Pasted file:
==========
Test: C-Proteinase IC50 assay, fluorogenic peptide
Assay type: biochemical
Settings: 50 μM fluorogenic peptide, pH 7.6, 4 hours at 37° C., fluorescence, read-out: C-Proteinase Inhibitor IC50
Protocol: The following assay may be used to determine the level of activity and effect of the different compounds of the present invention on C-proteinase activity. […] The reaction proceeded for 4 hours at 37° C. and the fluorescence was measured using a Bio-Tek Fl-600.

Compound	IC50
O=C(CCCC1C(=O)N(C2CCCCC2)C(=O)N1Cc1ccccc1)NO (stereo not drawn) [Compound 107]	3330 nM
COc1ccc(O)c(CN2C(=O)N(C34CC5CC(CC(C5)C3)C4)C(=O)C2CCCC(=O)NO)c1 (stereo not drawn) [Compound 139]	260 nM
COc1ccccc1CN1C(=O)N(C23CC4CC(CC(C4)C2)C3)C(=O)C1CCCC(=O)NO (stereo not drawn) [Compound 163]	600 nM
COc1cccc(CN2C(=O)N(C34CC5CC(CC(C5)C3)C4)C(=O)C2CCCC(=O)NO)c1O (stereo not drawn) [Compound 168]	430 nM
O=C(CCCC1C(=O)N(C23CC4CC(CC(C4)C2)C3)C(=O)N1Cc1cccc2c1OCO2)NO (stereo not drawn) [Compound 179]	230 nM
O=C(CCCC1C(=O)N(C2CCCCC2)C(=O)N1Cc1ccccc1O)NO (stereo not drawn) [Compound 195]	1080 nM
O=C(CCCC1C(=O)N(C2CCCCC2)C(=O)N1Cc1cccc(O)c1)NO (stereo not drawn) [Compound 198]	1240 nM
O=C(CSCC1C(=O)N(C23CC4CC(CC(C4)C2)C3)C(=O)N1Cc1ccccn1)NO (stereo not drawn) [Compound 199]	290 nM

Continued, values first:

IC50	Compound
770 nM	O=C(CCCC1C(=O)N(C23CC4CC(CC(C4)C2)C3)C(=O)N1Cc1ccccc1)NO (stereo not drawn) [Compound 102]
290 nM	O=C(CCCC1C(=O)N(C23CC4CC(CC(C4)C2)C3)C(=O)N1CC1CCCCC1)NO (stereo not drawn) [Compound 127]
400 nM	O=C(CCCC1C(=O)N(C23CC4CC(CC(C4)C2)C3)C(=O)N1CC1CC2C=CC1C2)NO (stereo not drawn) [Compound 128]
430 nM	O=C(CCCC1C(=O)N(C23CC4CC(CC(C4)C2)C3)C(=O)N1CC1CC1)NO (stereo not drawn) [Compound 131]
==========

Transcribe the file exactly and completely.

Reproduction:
Test: C-Proteinase IC50 assay, fluorogenic peptide
Assay type: biochemical
Settings: 50 μM fluorogenic peptide, pH 7.6, 4 hours at 37° C., fluorescence, read-out: C-Proteinase Inhibitor IC50
Protocol: The following assay may be used to determine the level of activity and effect of the different compounds of the present invention on C-proteinase activity. […] The reaction proceeded for 4 hours at 37° C. and the fluorescence was measured using a Bio-Tek Fl-600.

Compound	IC50
O=C(CCCC1C(=O)N(C2CCCCC2)C(=O)N1Cc1ccccc1)NO (stereo not drawn) [Compound 107]	3330 nM
COc1ccc(O)c(CN2C(=O)N(C34CC5CC(CC(C5)C3)C4)C(=O)C2CCCC(=O)NO)c1 (stereo not drawn) [Compound 139]	260 nM
COc1ccccc1CN1C(=O)N(C23CC4CC(CC(C4)C2)C3)C(=O)C1CCCC(=O)NO (stereo not drawn) [Compound 163]	600 nM
COc1cccc(CN2C(=O)N(C34CC5CC(CC(C5)C3)C4)C(=O)C2CCCC(=O)NO)c1O (stereo not drawn) [Compound 168]	430 nM
O=C(CCCC1C(=O)N(C23CC4CC(CC(C4)C2)C3)C(=O)N1Cc1cccc2c1OCO2)NO (stereo not drawn) [Compound 179]	230 nM
O=C(CCCC1C(=O)N(C2CCCCC2)C(=O)N1Cc1ccccc1O)NO (stereo not drawn) [Compound 195]	1080 nM
O=C(CCCC1C(=O)N(C2CCCCC2)C(=O)N1Cc1cccc(O)c1)NO (stereo not drawn) [Compound 198]	1240 nM
O=C(CSCC1C(=O)N(C23CC4CC(CC(C4)C2)C3)C(=O)N1Cc1ccccn1)NO (stereo not drawn) [Compound 199]	290 nM

Continued, values first:

IC50	Compound
770 nM	O=C(CCCC1C(=O)N(C23CC4CC(CC(C4)C2)C3)C(=O)N1Cc1ccccc1)NO (stereo not drawn) [Compound 102]
290 nM	O=C(CCCC1C(=O)N(C23CC4CC(CC(C4)C2)C3)C(=O)N1CC1CCCCC1)NO (stereo not drawn) [Compound 127]
400 nM	O=C(CCCC1C(=O)N(C23CC4CC(CC(C4)C2)C3)C(=O)N1CC1CC2C=CC1C2)NO (stereo not drawn) [Compound 128]
430 nM	O=C(CCCC1C(=O)N(C23CC4CC(CC(C4)C2)C3)C(=O)N1CC1CC1)NO (stereo not drawn) [Compound 131]